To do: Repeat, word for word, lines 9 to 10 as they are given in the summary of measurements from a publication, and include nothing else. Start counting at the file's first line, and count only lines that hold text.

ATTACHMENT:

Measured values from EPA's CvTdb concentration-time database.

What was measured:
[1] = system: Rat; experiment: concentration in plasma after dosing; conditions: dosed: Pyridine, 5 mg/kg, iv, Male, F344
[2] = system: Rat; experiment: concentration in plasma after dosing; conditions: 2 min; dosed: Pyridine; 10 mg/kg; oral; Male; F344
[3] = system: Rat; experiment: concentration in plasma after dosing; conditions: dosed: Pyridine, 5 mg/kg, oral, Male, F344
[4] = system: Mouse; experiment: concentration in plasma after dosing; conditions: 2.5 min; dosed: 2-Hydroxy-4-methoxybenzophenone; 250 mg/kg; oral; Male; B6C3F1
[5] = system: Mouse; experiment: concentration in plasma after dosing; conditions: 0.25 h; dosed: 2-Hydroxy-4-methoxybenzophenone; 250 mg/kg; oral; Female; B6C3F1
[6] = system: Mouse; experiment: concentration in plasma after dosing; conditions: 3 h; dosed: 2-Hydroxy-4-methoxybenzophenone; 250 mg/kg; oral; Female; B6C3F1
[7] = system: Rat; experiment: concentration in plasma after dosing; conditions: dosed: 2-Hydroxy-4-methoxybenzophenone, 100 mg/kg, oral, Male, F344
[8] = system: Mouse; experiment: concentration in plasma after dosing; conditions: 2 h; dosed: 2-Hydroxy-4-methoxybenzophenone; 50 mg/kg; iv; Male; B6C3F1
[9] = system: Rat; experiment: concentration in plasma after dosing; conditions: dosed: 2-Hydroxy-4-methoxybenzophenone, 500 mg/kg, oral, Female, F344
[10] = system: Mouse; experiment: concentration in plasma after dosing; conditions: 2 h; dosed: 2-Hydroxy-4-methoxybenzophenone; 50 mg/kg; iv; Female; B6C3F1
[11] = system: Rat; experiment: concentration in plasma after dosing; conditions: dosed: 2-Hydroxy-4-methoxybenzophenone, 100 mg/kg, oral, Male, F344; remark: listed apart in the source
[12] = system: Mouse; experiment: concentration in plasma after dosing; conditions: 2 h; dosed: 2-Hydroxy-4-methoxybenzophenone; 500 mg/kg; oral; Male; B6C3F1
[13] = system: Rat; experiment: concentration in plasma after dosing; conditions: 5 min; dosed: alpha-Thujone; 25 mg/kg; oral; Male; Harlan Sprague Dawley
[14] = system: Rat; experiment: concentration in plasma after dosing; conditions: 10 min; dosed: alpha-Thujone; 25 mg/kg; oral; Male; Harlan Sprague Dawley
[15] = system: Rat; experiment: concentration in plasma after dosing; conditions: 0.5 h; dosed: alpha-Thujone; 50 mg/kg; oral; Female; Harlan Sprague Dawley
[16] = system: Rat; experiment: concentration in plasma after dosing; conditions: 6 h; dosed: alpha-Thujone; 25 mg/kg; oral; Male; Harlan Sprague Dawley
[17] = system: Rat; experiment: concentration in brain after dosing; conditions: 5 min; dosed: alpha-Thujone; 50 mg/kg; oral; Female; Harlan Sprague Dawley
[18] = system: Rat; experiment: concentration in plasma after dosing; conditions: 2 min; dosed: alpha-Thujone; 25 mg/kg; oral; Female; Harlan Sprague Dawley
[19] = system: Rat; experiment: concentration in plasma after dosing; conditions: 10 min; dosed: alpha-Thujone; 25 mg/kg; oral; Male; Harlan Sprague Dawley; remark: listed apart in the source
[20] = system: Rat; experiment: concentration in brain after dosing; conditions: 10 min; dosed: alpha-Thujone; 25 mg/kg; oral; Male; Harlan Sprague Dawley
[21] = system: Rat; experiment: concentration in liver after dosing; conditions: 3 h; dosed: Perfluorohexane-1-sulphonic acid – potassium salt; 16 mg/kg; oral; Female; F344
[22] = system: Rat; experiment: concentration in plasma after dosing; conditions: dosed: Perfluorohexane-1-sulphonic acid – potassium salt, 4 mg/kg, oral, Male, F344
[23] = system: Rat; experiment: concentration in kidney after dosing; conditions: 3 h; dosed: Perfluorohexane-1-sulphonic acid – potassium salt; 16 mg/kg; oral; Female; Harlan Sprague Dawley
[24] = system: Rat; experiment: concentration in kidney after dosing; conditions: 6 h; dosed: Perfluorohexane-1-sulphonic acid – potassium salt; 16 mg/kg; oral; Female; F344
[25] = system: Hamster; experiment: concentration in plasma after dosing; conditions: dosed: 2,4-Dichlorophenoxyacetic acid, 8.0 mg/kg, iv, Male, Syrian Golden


[7] = system: Rat; experiment: concentration in plasma after dosing; conditions: dosed: 2-Hydroxy-4-methoxybenzophenone, 100 mg/kg, oral, Male, F344
[8] = system: Mouse; experiment: concentration in plasma after dosing; conditions: 2 h; dosed: 2-Hydroxy-4-methoxybenzophenone; 50 mg/kg; iv; Male; B6C3F1